Your clients wasting their money and its your fault

Over the last couple of months I have discussed on multiple occasions the issue of clients creating an email marketing ad based on their vision instead of allowing you to create the ad based on your expertise on what works and what doesn’t work.  We’ve talked about this many times and it continues to be an issue and one that travels across many different verticals,  and part of the problem I think is most clients are basing their vision on what their email marketing ad should look like on traditional experience, that being print advertising because in print you have different colors and graphics, and so many different things you can do, glossy paper, four color, eight color, whatever the case may be, and you want to create those ads in a way so that they stand out.  The same thing with magazine ads,  everything comes down to making the ad stand out, the problem is email doesn’t work that way and it’s very difficult to get clients to understand this.  We talked about this back in August  (The one about the email marketing campaign that failed) and last week we had a guest article by Karen Post (No, I can’t help you: 9 reasons passing on cash will make you richer – Karen Post) and she talked about toxic money, taking money from clients that you really shouldn’t take and I don’t think that stops at taking money that’s going to make your job miserable or cause you more work, or cause you to have a low or nonexistent ROI on a project, I think it has to include email marketing clients too,  because I think toxic money goes two ways, because if you’re allowing your client to spend money on an email campaign that you knows not going to work based on the ad that is being created, this is toxic money for both you and the client.  Its toxic money for the client because they are not going to get what they paid for because they are throwing money away, and it’s not doing them any good, and its toxic money for you because while you’re going to make a profit initially you are not going to have a happy client here, and they are not going to come back and keep doing business with you, in the end you allowed them to create this ad.

At the end of the day you have to manage your clients and you have to create a policy that outlines what can and cannot be done in an email ad, and you need to be strong and you need to tell the client that you are only willing to go ahead with the campaign under certain these conditions.  You have to create a set of guidelines for email marketing ads and in advance you need to tell the client what those guidelines are; as a business we will not allow an email marketing campaign if it has not been created in the scope of these guidelines.  Are you going to lose some clients, possibly, and if they use another company that allows them to send this ad out, it will not be successful and chances are they will probably come back to you and this time more willing to listen to what you are saying, overall I think you are going to gain the confidence of your clients because you are showing that you are not all about the money, you are not willing to take someone’s money just for the sake of taking their money, you are willing to turn that money down.  We recently had this discussion at Throttle Media and we discussed how taking money from a client that will not listen to what we are saying to them just isn’t an option, we are willing to turn the job down.  We have created a set of guidelines at our company on what should and shouldn’t be done when creating an email marketing ad, based on our expertise and our years of experience and our knowledge of the universe that we operate in every day.  One of the big things is companies are creating ads or have a vision of what an ad should look like based on traditional advertising, and that just doesn’t work; you can’t create a graphics only ad and have it work, it might look really good, its sexy, but it has no teeth, it’s going to get caught by every spam filter that exists, you can’t put in big red letters dollar signs and “sale” or “special promotion” or “click here for savings”. There’s a whole list of things that you cannot do, and it might be the best looking ad that’s ever been created, but what good is it if it isn’t effective, if it doesn’t bring people to your website…  and that of course is what it needs to do, if it doesn’t, than who really cares how good it looks, or what a great job the designer did, or how pleased the client is with how great it looks, because I can assure you that same client is not going to be jumping up and down with joy once they see their small or not existent click through rate.  So I cannot stress enough, if you are taking money from a client and the ad was not properly created by today’s email marketing standards, than this is toxic money for both you and the client.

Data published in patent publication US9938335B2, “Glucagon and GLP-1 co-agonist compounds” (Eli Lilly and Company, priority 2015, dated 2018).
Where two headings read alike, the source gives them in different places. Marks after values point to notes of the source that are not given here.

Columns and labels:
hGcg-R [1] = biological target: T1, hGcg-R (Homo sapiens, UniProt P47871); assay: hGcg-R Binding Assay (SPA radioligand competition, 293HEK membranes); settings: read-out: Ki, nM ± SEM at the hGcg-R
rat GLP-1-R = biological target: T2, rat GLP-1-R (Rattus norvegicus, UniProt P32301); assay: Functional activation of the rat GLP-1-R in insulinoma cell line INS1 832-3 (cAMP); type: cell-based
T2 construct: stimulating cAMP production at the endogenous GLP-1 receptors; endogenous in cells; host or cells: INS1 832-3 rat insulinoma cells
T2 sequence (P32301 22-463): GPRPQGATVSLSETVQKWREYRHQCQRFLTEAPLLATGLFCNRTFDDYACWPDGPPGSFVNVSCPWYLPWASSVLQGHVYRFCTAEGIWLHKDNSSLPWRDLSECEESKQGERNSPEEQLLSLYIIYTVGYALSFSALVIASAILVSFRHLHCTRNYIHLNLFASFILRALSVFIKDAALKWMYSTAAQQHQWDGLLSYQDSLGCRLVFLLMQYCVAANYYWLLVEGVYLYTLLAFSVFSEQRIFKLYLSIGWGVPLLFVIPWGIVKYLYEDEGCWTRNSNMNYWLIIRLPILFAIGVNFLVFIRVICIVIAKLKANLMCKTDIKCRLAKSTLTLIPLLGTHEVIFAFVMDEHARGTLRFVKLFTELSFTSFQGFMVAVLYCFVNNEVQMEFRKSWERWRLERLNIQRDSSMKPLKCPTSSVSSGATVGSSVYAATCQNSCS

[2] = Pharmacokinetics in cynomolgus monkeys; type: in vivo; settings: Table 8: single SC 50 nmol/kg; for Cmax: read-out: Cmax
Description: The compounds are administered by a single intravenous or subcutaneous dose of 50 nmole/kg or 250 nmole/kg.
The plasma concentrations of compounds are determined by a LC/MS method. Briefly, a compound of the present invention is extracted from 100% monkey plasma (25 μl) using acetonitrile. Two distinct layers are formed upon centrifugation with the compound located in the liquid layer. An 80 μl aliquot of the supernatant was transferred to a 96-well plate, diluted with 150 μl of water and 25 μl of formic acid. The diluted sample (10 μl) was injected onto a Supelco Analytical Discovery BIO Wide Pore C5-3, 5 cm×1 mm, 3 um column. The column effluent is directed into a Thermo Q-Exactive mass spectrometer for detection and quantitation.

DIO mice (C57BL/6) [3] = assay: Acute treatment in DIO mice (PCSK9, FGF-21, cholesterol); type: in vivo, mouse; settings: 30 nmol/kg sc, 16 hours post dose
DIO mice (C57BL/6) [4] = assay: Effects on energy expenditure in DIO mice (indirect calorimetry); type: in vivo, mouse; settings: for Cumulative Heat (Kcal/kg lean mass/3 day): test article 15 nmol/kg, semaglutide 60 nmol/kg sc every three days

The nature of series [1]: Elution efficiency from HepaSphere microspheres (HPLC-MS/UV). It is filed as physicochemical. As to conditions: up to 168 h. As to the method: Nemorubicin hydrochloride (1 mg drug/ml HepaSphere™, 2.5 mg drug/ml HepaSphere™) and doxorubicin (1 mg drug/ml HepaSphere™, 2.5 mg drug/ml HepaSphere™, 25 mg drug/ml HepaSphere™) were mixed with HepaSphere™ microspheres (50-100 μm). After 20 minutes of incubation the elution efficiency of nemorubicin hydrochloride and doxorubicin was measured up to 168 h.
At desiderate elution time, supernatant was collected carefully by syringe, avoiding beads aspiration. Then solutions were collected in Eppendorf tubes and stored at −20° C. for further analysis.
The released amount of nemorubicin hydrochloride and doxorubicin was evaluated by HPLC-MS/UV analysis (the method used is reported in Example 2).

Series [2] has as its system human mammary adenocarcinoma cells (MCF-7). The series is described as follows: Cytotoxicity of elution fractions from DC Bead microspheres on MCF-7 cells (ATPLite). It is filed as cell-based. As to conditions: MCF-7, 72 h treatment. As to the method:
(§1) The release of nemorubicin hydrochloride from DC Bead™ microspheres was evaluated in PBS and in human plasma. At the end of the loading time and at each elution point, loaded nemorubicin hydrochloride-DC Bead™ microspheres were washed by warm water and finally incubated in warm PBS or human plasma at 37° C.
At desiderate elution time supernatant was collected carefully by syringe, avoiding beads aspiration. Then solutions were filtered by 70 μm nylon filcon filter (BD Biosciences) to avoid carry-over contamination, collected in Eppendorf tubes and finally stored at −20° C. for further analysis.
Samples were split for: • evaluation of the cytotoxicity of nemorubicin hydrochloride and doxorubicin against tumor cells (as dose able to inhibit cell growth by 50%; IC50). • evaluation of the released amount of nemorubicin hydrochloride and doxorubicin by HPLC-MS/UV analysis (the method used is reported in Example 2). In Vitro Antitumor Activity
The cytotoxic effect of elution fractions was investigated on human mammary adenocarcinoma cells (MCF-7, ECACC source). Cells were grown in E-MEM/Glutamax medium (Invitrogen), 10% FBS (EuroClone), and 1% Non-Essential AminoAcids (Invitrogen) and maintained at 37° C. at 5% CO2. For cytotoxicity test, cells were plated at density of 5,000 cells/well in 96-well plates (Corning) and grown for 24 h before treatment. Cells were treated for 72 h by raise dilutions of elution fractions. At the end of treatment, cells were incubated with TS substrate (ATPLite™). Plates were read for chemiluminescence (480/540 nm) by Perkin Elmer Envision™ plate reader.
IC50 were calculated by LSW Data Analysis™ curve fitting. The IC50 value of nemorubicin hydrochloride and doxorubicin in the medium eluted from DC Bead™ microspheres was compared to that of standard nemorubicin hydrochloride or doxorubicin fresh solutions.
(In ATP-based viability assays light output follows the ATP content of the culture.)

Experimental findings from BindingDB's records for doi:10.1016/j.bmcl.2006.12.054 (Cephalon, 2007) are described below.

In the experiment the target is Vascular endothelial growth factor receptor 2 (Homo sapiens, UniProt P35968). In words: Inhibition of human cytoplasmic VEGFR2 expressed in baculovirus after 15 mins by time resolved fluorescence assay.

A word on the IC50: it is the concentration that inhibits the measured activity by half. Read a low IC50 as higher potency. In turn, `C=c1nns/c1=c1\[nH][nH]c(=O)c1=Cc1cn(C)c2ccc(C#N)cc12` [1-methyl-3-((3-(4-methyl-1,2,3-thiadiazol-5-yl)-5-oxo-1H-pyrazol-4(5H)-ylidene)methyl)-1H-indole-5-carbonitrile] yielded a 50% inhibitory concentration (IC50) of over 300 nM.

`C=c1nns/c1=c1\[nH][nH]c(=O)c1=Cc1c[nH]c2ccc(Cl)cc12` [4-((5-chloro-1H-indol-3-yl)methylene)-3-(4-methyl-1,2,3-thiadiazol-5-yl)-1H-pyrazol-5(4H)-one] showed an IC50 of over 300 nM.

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About Joe Melle

Joe Melle has founded and ran several successful businesses, and has had an interesting career in direct contact media, call center operations, sales operations, customer service operations, customer retention, and quality assurance; he has written over 140 business articles, previously served as a part time adjunct professor for a university teaching business, marketing, and management courses to both graduate and post graduate students.Email Me

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